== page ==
Alighiero Boetti at Tate Modern

Filed in Reviews by on March 2, 2012

Alighiero Boetti: Game Plan

Tate Modern

28 February to 27 May 2012


For an artist so enamoured with systems of order and classification, Aligheiro Boetti seems peculiarly hard to categorise.  The Tate Modern’s retrospective of the Italian’s work reveals him wearing various masks of different sizes; Boetti as craftsman, prankster, traveler, cartographer, mathematician and ghost are all poses that are dealt equal time and focus to. We are treated to a sense of the artist, not as a confirmed and coherent icon readymade for postcards and reverence, but instead as a figure in constant movement, on the run perhaps, plotting and manipulating, devising the rules of his next game.

There is an underlying chronology to the exhibit based as much on the artist’s travels as it is on the development of his work. Boetti is introduced to us in Turin where he is experimenting with the industrial materials of his home city, inviting his viewer into a deconstruction of the immediate physicality of their surroundings. This is conceptual art at its most solipsistic, concerned as it is, simply with the surface of appearances, the particular. The exhibition ends though in Afghanistan with a series of embroideries called Tutto or, Everything.

These embroideries were the result of Boetti’s compulsive collecting of images from newspapers that he’d arrange into collages, the outlines of which would then be embroidered by a variety of craftsmen and women from Afghanistan and Pakistan. The final embroideries represent the synthesis, not just of Boetti’s process and different forms of art, but also of the various news items, the cultures they represent and the personalities of the people who also helped make them. Here in Tutto we see Boetti moving beyond the local, the particular and the metonymic towards the global, the universal and the metaphoric. These twin journeys from Turin to Afghanistan and from the metonymic to the metaphoric mark Boetti as an artist who was moving towards the borderlands of art, testing the limits of what it is capable of being, of meaning.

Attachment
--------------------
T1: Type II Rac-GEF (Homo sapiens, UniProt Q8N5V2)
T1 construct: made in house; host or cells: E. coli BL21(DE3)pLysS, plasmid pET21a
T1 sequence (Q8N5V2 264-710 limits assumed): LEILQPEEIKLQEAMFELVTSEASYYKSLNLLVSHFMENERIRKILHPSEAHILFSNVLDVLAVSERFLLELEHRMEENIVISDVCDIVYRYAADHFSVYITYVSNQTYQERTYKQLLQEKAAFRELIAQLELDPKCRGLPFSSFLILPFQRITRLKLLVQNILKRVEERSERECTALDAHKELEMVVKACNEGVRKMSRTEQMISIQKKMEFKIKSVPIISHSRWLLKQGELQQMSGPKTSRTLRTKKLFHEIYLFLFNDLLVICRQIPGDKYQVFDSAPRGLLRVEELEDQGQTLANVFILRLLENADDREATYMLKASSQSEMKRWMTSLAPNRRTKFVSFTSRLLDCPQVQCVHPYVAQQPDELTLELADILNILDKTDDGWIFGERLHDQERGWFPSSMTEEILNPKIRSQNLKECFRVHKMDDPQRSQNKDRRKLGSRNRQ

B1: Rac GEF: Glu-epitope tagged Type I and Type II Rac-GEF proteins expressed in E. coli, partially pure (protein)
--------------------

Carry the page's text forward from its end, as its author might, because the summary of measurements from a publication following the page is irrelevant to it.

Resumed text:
If the last sentence seems at all contentious or even esoteric, it is understandable. These, after all, have always been the major criticisms of conceptual art – that it is obscure, suspicious and devoid of the kind of technical mastery and craft that, for many, define art and the role of the artist. Take Boetti’s maps for instance, which occupy the biggest room at the Tate exhibit.  Boetti started making maps in the early 1970s where the borders of each country are filled out by their respective flags. What this technique creates is maps of vibrant patterns and colours that also serve to plot the shifting geopolitical landscape of the Cold War era. These maps though, which are strangely mundane (always familiar even in their vibrancy), present us with other questions besides that of whether a map can actually be art, when we realise that the maps were not made by Boetti himself – they were all embroidered, stitched and (in part) designed by helpers he conscripted in Afghanistan. If we choose to call these maps art, can we still call Boetti, this champion of indeterminacy, an artist in the traditional sense?